What you need to know about the Note 7’s Secure Folder
The Galaxy Note 7 is for work and for play
Let’s face it, we all experience a brief moment of anxiety when handing our phone to a friend or family member, even if for a brief moment. Or at least I do. It’s not that I have anything to hide, simply that my phone has personal thoughts and information I don’t necessarily want just anyone to see.
Conversations with friends, messages with my wife, work emails, photos of my rather mundane life. Handing a phone to someone is akin to opening up your diary to them and hoping they only read the one page.
Enter the Note 7’s Secure Folder.
It’s in the Secure Folder you can keep notes, apps, pictures, contacts, email accounts or third-party apps you don’t want easily accessible, even if by accident. In order for anyone to access the Secure Folder on your Note 7, he or she will have to know your password or steal your fingerprint or iris scan to get into it.
Enough rambling, let’s talk about of the Secure Folders key features. Start by opening the Secure Folder and following the setup prompts.
You set a password, now what?
After the initial setup where you’re asked to set a password, you’re taken to the default view of the folder. In it you’ll find the following apps:
- My Files
- Samsung Notes
These apps are identical in name and functionality to the apps you have outside the secure folder, only they are what amount to fresh installs of each app. Any photos, notes, contacts or web browsing you do with these apps while in the Secure Folder will stay separate from the apps you have outside of the folder.
Secure third-party apps
As useful as the system apps are, you will likely want to keep some third-party apps behind an extra layer of security. To do that, open the Secure Folder and then tap on + Add. Scroll through the list of apps, select those you’d like to install in the Secure Folder, then tap Add.
As with the system apps, any apps you add to the secure folder won’t carry over any information, settings, or login information. You’re basically making a copy of the app, which allows you to log in to it with a different account (handy if you have a work and personal Snapchat account, for example).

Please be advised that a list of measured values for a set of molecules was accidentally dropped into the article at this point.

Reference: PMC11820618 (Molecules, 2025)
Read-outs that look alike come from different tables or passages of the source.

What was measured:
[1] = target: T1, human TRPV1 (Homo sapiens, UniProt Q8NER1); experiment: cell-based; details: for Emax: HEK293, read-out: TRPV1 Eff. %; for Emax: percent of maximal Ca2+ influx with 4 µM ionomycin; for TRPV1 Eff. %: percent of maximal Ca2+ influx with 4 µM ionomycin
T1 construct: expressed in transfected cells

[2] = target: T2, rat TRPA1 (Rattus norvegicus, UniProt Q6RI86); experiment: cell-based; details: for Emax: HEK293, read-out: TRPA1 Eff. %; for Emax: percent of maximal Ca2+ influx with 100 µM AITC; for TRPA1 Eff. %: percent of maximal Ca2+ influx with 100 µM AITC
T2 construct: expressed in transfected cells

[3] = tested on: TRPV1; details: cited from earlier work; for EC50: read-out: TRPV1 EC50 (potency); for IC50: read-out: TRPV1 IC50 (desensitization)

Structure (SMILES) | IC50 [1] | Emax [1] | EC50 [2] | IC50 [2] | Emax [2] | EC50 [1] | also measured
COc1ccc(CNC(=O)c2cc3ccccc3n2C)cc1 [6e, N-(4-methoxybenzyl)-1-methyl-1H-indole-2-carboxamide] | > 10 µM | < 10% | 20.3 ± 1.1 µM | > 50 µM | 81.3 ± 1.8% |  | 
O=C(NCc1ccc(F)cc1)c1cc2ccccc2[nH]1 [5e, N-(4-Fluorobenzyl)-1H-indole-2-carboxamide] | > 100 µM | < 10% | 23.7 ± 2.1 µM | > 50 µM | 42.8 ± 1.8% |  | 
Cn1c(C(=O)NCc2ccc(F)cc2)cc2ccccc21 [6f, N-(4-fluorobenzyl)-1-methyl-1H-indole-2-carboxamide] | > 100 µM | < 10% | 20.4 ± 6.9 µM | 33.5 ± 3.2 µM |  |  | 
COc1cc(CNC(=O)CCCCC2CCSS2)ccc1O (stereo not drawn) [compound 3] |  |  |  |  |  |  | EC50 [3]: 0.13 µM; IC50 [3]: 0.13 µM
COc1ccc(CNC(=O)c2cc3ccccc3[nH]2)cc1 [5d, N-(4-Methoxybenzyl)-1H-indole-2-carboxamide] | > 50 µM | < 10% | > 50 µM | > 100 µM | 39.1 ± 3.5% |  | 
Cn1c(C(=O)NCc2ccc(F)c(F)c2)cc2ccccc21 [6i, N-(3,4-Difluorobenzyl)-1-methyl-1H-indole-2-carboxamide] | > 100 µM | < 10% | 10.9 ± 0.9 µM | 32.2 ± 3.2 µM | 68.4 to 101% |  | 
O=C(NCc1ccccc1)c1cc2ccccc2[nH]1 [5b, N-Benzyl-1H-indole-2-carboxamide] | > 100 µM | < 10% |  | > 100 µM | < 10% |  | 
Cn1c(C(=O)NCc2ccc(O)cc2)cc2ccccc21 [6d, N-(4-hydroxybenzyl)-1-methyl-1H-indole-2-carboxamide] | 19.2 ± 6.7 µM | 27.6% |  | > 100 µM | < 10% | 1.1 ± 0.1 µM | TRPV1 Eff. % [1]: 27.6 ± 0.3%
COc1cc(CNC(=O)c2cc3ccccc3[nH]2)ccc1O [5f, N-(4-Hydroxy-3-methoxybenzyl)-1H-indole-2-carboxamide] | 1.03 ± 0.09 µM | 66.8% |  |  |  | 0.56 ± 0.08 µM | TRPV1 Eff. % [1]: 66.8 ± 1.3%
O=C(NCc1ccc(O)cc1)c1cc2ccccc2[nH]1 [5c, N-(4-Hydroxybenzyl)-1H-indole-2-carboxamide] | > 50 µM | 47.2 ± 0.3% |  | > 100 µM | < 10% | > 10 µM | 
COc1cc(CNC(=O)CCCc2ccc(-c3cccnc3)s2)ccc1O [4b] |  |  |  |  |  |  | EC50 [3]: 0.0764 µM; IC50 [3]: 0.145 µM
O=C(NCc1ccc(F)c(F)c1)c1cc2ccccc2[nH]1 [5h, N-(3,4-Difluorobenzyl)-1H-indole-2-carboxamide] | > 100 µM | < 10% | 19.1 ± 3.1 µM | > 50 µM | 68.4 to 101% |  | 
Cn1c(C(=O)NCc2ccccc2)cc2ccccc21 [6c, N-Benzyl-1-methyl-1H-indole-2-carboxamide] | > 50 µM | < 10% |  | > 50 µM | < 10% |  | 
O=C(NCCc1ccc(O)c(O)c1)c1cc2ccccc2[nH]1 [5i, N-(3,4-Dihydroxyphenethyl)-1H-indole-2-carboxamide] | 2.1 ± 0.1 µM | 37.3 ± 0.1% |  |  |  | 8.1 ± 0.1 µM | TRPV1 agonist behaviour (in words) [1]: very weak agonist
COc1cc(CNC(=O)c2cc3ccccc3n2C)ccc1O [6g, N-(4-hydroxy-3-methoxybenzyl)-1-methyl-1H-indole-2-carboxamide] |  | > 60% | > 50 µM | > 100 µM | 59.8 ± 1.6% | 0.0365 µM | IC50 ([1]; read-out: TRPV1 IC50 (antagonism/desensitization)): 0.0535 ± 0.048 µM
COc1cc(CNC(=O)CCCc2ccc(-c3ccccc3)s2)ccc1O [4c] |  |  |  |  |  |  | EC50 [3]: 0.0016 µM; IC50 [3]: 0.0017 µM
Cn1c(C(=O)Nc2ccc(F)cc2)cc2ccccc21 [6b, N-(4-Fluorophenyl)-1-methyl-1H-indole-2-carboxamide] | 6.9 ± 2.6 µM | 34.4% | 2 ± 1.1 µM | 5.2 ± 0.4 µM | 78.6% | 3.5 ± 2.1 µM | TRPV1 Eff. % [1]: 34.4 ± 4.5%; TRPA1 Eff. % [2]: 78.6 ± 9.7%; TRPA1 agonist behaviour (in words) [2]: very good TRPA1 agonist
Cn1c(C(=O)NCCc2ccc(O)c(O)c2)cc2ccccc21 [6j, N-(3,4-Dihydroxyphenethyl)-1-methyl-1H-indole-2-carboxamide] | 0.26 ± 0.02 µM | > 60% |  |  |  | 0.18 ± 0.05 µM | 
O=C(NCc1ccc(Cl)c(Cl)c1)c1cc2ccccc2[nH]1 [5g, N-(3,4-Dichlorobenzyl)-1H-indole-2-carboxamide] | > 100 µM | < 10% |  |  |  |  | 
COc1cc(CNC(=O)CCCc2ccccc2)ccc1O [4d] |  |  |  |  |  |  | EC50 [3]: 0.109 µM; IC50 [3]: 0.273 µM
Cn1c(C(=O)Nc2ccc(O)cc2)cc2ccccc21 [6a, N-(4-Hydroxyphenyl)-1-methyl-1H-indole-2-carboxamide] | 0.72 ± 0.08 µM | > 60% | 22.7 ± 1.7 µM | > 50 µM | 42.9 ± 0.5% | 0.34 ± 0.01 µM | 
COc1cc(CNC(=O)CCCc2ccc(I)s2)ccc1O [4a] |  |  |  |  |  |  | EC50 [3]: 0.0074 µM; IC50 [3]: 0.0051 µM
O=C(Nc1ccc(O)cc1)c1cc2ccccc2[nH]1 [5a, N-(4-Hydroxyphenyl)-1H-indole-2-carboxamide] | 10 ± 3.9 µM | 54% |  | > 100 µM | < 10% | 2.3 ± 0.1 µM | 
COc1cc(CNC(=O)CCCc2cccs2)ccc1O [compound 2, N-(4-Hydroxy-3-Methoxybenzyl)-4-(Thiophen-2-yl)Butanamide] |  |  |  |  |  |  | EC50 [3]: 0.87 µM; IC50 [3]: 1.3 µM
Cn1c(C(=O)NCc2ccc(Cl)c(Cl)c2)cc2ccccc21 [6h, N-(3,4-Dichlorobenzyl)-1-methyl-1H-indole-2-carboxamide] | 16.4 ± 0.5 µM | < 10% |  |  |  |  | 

Apps stored in the Secure Folder will receive notifications as any other app does, however you can control how much information is shown (if any) through the Secure Folder’s settings screen.
Access secure apps from your homescreen
Long press on an app icon in the Secure Folder to rearrange the order, uninstall it from the folder or to place a shortcut to the secured app on your homescreen.
The process of opening your secure folder, then finding an app, opening it, and entering a password is anything but streamlined and likely to discourage people from using Secure Folder. Thankfully, you can place a shortcut to the secure versions on your homescreen.
Drag any app to the Add to Home Screen button at the top of the page. You can quickly identify which apps are part of the Secure Folder — thus requiring a extra authentication to open — thanks to the lock icon placed on the app’s icon.
Completely hide the Secure Folder (almost)
When viewing your Secure Folder, tap on the menu button (three-dot icon) and tap on Settings. Mixed in with the options to control notifications for secured apps, change the lock type and the auto lock settings, is an option to hide the secure folder from your homescreen and app drawer.
Once enabled, you can only open the Secure Folder after going through several settings screens.